Jul 19 2022
Divorce requires major adjustments, and not just from the couple who’s splitting. Kids have to get used to a new normal, too — but they won’t be down forever.
Research suggests that most children bounce back within two years of their parents’ divorce. That’s better than the alternative, according to the American Psychological Association. They say that children with parents who stick together although they don’t get along face more problems down the line.
One major adjustment that children of divorce have to make is the return back to school after a separation. You may be wondering, “What can I do to make sure this is easy on our family?” Here are five tips for making the return back to school after a divorce as smooth as possible.
Regardless of whether or not you’ve had a separation, routine is so important to your children. When they’re toddlers, routines help them to learn good behavior and habits. The same goes as they get older, and it becomes even more important to children whose parents have divorced.
Why? Because having a routine that they follow will give your children a sense of stability, too, which they will crave after their lives change in a major way.
Work with your former spouse to decide who will do drop-offs and pick-ups every day, and who will take the kids to and from their activities. When they know who will be there to get them, they will feel a sense of calm, which is exactly what you want after a stretch of uncertainty.
Your child might not want to talk to their teachers, coaches, counselors, or principals about what has happened. However, it will be beneficial to them and to your child to have school officials know.
Keep in mind that your child’s teachers want them to succeed as much as you do. Having a conversation before they return to school can help the teacher — or coach or principal — to be on the lookout for any changes in behavior. For example, if your child seems detached or sad, the teacher can guide them to the help they need from the school counselor.
At the very least, having a teacher know what’s going on will ensure your child has someone who’s understanding and sympathetic when they’re at school. For a child dealing with a big life change, that can make all of the difference.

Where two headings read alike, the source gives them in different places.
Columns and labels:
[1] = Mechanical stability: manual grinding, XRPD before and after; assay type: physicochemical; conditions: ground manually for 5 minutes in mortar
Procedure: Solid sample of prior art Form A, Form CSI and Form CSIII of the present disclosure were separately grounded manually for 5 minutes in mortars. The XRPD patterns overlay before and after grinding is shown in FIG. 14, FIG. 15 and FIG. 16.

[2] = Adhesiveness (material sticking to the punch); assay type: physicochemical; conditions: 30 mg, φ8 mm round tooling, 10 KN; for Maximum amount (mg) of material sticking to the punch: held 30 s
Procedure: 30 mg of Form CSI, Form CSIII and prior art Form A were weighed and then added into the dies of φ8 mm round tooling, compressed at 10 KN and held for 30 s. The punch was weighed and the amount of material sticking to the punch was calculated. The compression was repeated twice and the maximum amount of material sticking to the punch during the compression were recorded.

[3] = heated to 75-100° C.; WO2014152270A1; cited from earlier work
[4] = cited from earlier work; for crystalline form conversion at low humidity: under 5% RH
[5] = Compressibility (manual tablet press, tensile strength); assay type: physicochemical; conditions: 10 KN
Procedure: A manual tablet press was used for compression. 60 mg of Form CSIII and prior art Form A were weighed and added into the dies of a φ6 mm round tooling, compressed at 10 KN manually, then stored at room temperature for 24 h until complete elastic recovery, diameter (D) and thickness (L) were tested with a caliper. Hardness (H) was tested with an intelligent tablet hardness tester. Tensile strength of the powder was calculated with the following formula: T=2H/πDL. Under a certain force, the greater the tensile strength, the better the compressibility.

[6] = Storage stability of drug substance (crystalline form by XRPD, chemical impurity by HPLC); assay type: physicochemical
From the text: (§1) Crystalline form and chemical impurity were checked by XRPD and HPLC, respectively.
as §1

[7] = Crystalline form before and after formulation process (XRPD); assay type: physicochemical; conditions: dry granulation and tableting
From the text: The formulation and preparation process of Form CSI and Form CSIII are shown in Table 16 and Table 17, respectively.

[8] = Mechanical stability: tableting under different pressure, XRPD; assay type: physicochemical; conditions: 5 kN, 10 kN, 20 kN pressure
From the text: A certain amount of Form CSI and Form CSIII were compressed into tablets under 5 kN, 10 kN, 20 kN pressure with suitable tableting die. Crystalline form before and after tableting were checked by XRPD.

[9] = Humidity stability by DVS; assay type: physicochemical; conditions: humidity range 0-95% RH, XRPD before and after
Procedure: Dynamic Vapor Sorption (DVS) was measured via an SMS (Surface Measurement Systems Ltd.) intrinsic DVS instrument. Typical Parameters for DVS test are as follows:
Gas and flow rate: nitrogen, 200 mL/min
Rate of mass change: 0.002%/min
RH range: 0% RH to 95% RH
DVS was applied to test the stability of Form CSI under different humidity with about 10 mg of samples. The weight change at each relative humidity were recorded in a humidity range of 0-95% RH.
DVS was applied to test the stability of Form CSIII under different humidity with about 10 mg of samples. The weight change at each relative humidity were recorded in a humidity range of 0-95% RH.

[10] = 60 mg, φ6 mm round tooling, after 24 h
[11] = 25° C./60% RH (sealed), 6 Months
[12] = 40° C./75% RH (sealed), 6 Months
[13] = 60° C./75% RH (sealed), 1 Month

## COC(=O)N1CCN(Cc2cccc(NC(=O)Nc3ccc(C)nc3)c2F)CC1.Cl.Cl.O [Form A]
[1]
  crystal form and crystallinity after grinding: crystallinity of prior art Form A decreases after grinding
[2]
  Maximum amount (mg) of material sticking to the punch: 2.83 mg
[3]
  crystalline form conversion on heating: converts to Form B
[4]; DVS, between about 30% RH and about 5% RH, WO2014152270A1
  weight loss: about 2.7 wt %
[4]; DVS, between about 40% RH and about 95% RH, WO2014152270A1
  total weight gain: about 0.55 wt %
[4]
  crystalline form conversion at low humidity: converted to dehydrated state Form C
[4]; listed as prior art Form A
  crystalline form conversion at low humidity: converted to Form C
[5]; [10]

On that note, communication is key to making this transition as painless as possible. You don’t just need to talk to your child’s teachers, though. You need to make communication with your former partner as productive as you possibly can.
You will need to have conversations about all of the above and more. Who will handle what school-related responsibilities? Who will pay for fees and supplies?
You and your former partner will also want to coordinate on attending school activities, performances, concerts, etc. It will be important to your child to have you both at big events, so you will have to be sure you both know what’s happening, and when.
A great way to figure all of this out is with a joint calendar specifically designed for those who are co-parenting. You can use these apps to schedule your everyday responsibilities and big events. You can also mark dates and times when you’ll be busy and have to readjust your schedule, too.
Not all children love school, but going to school does provide a lot of the stability and routine we discussed earlier. So, it’s important to let your child go to school without issue, enjoy their friends, and perhaps forget about their divorce-related concerns while they’re there.
How can you do this? For starters, we suggest discreetly discussing the divorce with other grown-ups, but not making it a widely known change to your child’s friends. They should be able to disclose such a big change when they feel comfortable.
Unfortunately, too, not all divorces are amicable. Even if there is discord or drama, though, you should try and keep that from your children and especially from their friends. Don’t let any disagreements play out at school or even when your child has a school friend over at your house.
As you iron out the details of your divorce, don’t forget that your childish going through a huge change, too. Make sure they know that they can talk to you about anything, any time. Building that trust is vital to your relationship with your child, and it will also make them feel more confident and secure in a difficult time.
Keep in mind that this will be their first time returning to school after a major life change. Listen to and acknowledge their concerns and feelings. Even if your child is young, it’s so important that they feel listened to and valid in what they’re feeling.
If your child isn’t opening up, simply ask them how their day went when they get home. Try asking open-ended questions so that they talk more. Eventually, they should feel comfortable enough to express anything divorce-related that has been weighing on them, and you’ll both feel better for having the conversation.
After a separation or divorce, you might think, “Our family won’t recover.” But the truth is, you can make the transition easier on your children by providing them stability and comfort. That applies to your back-to-school journey and everything in between.
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